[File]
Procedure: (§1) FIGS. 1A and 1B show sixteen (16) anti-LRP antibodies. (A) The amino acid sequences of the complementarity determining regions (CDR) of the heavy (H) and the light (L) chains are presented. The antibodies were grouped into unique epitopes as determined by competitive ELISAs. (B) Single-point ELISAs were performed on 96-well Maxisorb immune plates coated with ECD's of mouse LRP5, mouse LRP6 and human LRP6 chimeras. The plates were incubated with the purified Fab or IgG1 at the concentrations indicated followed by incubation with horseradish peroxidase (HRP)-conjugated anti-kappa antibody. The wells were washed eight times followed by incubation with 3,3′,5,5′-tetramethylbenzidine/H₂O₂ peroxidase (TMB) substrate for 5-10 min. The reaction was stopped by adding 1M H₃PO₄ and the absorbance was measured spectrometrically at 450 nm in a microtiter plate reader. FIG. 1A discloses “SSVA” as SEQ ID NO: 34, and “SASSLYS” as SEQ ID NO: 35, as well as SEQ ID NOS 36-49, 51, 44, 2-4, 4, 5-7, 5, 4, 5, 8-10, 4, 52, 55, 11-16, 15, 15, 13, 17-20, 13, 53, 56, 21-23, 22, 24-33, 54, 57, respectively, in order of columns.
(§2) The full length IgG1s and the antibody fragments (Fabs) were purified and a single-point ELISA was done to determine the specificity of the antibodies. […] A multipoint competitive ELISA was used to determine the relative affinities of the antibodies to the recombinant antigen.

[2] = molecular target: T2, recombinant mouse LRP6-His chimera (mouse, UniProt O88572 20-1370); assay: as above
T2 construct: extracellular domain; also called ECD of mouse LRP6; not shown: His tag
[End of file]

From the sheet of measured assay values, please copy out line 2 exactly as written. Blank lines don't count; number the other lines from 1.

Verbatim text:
(§2) The full length IgG1s and the antibody fragments (Fabs) were purified and a single-point ELISA was done to determine the specificity of the antibodies. […] A multipoint competitive ELISA was used to determine the relative affinities of the antibodies to the recombinant antigen.